Smoking cessation in pregnancy: An update for maternity care practitioners
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School of Medicine, National and Kapodistrian University of Athens, Athens, Greece
Department of Midwifery, University of West Attica, Athens, Greece
Division of Prevention and Rehabilitation, University of Ottawa Heart Institute, Ottawa, Canada
Center for Health Services Research, Department of Hygiene, Epidemiology and Medical Statistics, School of Medicine, National and Kapodistrian University of Athens, Athens, Greece
1st Department of Respiratory Medicine, ‘Sotiria’ Chest Disease Hospital, Athens, Greece
Evgenidio Hospital, Athens, Greece
First ICU, Evangelismos Hospital, Athens, Greece
Paraskevi A. Katsaounou   

First ICU, Evangelismos Hospital, School of Medicine, National and Kapodistrian University of Athens, Athens, Greece
Publish date: 2019-08-02
Tob. Induc. Dis. 2019;17(August):57
This paper provides an up-to-date summary of the effects of smoking in pregnancy as well as challenges and best practices for supporting smoking cessation in maternity care settings.

We conducted a qualitative review of published peer reviewed and grey literature.

There is strong evidence of the effects of maternal tobacco use and secondhand smoke exposure on adverse pregnancy outcomes. Tobacco use is the leading preventable cause of miscarriage, stillbirth and neonatal deaths, and evidence has shown that health effects extend into childhood. Women who smoke should be supported with quitting as early as possible in pregnancy and there are benefits of quitting before the 15th week of pregnancy. There are a variety of factors that are associated with tobacco use in pregnancy (socioeconomic status, nicotine addiction, unsupportive partner, stress, mental health illness etc.). Clinical-trial evidence has found counseling, when delivered in sufficient intensity, significantly increases cessation rates among pregnant women. There is evidence that the use of nicotine replacement therapy (NRT) may increase cessation rates, and, relative to continued smoking, the use of NRT is considered safer than continued smoking. The majority of women who smoke during pregnancy will require support throughout their pregnancy, delivered either by a trained maternity care provider or via referral to a specialized hospital or community quit-smoking service. The 5As (Ask, Advise, Assess, Assist, Arrange) approach is recommended for organizing screening and treatment in maternity care settings. Additionally, supporting smoking cessation in the postpartum period should also be a priority as relapse rates are high.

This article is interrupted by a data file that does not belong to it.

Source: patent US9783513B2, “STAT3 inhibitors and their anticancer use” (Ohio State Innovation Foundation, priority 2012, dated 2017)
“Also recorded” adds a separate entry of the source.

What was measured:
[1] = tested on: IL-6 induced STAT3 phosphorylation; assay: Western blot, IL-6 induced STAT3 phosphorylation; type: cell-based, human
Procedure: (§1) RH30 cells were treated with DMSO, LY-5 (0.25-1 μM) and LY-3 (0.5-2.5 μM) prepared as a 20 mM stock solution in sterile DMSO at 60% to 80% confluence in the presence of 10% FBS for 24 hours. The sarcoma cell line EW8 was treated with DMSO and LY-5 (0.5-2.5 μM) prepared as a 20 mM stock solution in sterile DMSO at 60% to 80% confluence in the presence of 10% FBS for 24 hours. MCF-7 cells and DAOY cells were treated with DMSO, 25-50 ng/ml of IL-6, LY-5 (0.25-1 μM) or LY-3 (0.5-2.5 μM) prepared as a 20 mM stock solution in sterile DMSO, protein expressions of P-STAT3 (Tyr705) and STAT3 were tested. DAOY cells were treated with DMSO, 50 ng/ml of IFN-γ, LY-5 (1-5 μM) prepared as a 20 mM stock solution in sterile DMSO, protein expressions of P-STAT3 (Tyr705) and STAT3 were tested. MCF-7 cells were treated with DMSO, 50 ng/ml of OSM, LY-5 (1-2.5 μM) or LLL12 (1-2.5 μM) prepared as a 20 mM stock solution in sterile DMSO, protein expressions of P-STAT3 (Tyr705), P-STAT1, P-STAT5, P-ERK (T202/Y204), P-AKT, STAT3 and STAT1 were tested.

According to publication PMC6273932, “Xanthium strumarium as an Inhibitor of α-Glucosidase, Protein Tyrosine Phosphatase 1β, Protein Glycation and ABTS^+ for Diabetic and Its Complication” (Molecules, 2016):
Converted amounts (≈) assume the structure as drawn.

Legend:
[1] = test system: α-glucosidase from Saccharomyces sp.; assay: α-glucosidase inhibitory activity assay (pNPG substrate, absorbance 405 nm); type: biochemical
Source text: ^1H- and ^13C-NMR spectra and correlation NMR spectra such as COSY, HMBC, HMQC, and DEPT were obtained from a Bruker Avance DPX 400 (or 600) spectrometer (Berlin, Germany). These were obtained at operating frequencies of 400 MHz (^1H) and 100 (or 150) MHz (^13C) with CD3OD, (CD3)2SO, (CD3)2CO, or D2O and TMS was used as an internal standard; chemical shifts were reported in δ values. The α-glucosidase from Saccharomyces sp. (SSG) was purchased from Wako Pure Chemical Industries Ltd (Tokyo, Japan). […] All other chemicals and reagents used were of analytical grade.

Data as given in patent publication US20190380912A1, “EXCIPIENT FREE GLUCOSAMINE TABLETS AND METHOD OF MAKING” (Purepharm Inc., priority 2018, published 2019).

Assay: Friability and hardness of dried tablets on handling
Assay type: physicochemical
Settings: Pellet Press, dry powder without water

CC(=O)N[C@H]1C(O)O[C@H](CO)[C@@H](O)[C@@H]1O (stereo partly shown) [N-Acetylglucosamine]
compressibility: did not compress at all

There have been several recent updates to clinical practice regarding the treatment of tobacco use in pregnancy. It is important for the latest guidance to be put into practice, in all maternity care settings, in order to decrease rates of smoking in pregnancy and improve pregnancy outcomes.

The authors declare that they have no competing interests, financial or otherwise, related to the current work. S. Papadakis reports grants from Global Bridges (Pfizer Education and Change), outside the submitted work. The rest of the authors have also completed and submitted an ICMJE form for disclosure of potential conflicts of interest.
There was no source of funding for this research.
Based on an initial review of the literature, A.D. and P.K. produced a first draft of the review paper. The manuscript was circulated among all the authors. Each author provided further comments and suggestions on the manuscript. An updated draft was produced by P.A.K. and S.P. The revised manuscript was then circulated to all authors for final comments and approval.
Not commissioned; externally peer reviewed.
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